Immigrants will generate almost 36 percent of the increased demand for U.S. homes this current decade, according to new research reported by USA Today. A study by the Population Dynamics Research Group at the University of Southern California found that immigrant buyers filled a "big hole" and played a key role in boosting home demand over the past decade -- when demand from native-born homebuyers was low. (Last decade, immigrants generated 39 percent of demand for U.S. homes.)
Though the report shows that homeownership demand from U.S. natives will pick up as the number of buyers in the 25- to 34-year-old age group grows, demand from immigrants will continue to remain strong. "We'll be firing on all cylinders," Dowell Myers of Population Dynamics told USA Today. "The native-born were absent in the last decade. Now, they're more present."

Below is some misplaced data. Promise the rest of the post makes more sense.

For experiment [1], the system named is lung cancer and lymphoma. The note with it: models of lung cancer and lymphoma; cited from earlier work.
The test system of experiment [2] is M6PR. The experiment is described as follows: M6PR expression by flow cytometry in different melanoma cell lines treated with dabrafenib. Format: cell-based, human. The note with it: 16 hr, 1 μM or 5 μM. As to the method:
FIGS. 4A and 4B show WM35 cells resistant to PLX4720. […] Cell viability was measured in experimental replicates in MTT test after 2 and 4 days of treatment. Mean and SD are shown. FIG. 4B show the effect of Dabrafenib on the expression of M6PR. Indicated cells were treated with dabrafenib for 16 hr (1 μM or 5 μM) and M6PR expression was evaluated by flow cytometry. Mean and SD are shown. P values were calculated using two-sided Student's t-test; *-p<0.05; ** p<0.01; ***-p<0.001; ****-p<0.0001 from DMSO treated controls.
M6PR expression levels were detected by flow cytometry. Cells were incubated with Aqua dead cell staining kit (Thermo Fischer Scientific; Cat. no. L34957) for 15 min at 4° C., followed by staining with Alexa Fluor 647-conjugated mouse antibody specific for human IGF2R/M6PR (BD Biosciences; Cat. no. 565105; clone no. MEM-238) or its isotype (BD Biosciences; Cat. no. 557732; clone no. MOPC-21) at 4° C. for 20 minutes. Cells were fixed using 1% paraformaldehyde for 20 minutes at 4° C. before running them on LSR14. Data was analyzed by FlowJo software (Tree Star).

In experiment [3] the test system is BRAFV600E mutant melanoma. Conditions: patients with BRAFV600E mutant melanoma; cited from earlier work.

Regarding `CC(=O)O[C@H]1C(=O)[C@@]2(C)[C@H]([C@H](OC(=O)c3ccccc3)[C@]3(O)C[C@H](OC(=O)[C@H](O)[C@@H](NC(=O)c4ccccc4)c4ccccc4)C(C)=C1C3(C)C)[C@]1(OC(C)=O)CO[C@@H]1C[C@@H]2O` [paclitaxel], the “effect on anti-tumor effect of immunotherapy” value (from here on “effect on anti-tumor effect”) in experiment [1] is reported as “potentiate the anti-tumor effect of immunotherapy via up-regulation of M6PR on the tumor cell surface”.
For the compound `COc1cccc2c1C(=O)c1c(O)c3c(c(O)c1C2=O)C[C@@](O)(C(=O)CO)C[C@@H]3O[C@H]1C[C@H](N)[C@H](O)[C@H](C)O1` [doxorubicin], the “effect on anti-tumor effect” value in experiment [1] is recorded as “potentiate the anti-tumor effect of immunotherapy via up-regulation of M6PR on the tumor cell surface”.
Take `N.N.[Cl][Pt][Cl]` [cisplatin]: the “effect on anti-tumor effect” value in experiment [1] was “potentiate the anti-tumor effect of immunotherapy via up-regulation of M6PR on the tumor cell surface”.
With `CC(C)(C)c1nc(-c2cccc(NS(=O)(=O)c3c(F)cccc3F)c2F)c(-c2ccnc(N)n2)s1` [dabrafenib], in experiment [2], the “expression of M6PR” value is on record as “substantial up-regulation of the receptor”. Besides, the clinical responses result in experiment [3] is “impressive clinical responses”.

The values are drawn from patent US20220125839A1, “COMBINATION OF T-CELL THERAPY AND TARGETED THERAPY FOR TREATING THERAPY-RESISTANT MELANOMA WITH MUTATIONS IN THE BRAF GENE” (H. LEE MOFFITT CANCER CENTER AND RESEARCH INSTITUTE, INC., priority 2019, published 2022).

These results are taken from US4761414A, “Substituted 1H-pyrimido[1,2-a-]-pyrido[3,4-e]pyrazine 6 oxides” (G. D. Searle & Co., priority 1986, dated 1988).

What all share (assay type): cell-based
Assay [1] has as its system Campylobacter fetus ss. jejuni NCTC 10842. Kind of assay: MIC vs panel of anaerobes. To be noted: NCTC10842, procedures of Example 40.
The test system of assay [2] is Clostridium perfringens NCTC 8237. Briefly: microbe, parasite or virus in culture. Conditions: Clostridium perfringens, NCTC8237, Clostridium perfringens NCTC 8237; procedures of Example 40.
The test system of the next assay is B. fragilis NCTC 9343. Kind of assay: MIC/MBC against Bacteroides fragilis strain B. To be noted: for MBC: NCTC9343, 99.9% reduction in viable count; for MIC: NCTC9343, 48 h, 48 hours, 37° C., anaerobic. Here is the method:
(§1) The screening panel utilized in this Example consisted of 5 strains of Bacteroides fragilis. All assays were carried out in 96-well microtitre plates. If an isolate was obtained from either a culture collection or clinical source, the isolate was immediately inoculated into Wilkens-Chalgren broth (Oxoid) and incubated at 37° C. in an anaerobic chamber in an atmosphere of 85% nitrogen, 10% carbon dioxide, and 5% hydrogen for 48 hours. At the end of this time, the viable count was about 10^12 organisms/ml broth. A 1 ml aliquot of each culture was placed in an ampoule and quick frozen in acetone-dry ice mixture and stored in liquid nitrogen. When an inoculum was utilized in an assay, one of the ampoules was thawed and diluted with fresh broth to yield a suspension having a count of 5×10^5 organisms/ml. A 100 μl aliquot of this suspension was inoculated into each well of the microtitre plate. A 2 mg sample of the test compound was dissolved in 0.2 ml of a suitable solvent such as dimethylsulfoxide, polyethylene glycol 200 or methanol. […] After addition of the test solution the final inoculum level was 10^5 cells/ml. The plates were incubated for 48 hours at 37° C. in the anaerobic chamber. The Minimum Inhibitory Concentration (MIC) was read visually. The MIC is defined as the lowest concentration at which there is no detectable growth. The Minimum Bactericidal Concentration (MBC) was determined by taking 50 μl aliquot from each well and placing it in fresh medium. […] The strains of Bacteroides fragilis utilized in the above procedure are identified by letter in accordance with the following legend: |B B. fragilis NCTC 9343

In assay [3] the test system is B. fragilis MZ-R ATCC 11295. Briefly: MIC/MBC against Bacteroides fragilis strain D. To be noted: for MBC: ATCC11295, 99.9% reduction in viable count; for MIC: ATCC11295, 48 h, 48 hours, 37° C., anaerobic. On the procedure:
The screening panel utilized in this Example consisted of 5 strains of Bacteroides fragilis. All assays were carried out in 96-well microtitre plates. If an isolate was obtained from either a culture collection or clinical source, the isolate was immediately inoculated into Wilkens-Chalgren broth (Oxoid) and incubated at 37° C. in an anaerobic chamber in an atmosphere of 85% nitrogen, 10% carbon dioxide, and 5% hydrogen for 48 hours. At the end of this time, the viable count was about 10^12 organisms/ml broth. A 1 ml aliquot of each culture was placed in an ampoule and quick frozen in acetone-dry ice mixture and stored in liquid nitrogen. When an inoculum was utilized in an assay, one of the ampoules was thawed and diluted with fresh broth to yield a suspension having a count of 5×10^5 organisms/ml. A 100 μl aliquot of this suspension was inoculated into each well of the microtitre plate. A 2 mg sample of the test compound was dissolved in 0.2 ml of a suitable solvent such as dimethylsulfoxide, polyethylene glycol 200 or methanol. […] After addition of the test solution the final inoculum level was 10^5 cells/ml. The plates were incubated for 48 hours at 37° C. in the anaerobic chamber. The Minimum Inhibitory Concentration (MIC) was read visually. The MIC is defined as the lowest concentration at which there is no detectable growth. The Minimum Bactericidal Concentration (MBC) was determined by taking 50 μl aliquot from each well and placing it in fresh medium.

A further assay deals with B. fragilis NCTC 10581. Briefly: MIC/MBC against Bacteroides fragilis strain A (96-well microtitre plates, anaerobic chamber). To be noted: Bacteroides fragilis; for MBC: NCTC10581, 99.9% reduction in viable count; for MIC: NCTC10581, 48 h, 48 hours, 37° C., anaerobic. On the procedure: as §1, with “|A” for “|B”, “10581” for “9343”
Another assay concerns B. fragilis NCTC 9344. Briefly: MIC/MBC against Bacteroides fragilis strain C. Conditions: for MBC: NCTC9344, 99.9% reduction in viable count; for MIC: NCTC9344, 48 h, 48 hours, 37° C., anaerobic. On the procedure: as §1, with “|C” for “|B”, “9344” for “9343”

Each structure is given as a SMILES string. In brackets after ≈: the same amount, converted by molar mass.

For six states, it's projected that foreigners will drive the majority of homeowner demand this decade: California, New York, New Jersey, Massachusetts, Connecticut and Michigan, according to the USC report. In California, that figure will be 71 percent; in New York, 59 percent. The report projects, though, that 5.1 million native buyers will be added this decade -- but that's down from 7.9 million in the 1990s.
An increased demand for homes across the board is yet another sign the housing market is gaining momentum. Latest figures also reveal rising U.S. home prices: up 9.7 percent in January from a year ago, according to data released Tuesday by CoreLogic. That's up from an 8.3 percent increase in December and the biggest annual gain since April 2006.
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